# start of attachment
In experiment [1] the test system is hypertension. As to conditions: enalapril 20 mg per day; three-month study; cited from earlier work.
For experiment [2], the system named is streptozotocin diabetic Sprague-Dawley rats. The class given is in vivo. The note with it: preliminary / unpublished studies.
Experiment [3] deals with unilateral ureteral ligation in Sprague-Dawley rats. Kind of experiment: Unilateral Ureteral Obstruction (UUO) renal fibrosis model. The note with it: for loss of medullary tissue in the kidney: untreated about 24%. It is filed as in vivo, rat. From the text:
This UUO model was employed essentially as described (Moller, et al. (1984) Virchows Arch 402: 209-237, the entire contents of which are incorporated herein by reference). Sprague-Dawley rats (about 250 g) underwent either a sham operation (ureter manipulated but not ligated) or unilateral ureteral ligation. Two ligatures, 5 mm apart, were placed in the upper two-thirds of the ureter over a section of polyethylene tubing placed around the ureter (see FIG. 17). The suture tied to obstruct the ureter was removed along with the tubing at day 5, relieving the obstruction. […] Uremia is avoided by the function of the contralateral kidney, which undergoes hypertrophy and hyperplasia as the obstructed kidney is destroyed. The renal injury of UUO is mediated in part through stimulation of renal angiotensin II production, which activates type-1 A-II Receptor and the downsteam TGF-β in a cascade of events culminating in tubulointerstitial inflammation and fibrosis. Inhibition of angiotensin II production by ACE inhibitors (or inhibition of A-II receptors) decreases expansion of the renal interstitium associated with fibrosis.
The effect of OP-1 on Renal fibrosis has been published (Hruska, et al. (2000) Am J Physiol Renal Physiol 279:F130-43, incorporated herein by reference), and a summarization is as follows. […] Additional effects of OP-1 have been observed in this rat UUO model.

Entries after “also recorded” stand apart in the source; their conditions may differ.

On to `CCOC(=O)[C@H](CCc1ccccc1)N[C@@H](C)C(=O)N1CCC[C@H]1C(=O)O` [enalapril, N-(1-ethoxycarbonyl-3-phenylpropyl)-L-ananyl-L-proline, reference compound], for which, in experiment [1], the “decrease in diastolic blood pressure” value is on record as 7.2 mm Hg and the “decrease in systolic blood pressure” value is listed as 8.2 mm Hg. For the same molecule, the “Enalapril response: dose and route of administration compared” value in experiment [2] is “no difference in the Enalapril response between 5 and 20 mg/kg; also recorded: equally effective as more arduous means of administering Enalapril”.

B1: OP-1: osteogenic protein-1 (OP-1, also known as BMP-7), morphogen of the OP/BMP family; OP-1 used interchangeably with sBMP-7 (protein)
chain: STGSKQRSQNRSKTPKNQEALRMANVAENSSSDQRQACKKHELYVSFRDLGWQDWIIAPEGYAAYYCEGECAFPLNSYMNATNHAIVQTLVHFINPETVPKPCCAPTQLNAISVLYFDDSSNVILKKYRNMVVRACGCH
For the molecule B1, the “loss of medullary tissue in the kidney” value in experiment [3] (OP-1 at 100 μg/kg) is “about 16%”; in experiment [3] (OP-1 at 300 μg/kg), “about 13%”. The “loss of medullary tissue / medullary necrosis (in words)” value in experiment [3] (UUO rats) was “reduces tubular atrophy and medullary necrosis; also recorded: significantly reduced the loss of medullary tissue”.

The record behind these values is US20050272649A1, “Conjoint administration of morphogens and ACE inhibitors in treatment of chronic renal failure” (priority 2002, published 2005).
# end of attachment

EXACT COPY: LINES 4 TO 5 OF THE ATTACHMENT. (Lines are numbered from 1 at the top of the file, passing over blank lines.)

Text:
This UUO model was employed essentially as described (Moller, et al. (1984) Virchows Arch 402: 209-237, the entire contents of which are incorporated herein by reference). Sprague-Dawley rats (about 250 g) underwent either a sham operation (ureter manipulated but not ligated) or unilateral ureteral ligation. Two ligatures, 5 mm apart, were placed in the upper two-thirds of the ureter over a section of polyethylene tubing placed around the ureter (see FIG. 17). The suture tied to obstruct the ureter was removed along with the tubing at day 5, relieving the obstruction. […] Uremia is avoided by the function of the contralateral kidney, which undergoes hypertrophy and hyperplasia as the obstructed kidney is destroyed. The renal injury of UUO is mediated in part through stimulation of renal angiotensin II production, which activates type-1 A-II Receptor and the downsteam TGF-β in a cascade of events culminating in tubulointerstitial inflammation and fibrosis. Inhibition of angiotensin II production by ACE inhibitors (or inhibition of A-II receptors) decreases expansion of the renal interstitium associated with fibrosis.
The effect of OP-1 on Renal fibrosis has been published (Hruska, et al. (2000) Am J Physiol Renal Physiol 279:F130-43, incorporated herein by reference), and a summarization is as follows. […] Additional effects of OP-1 have been observed in this rat UUO model.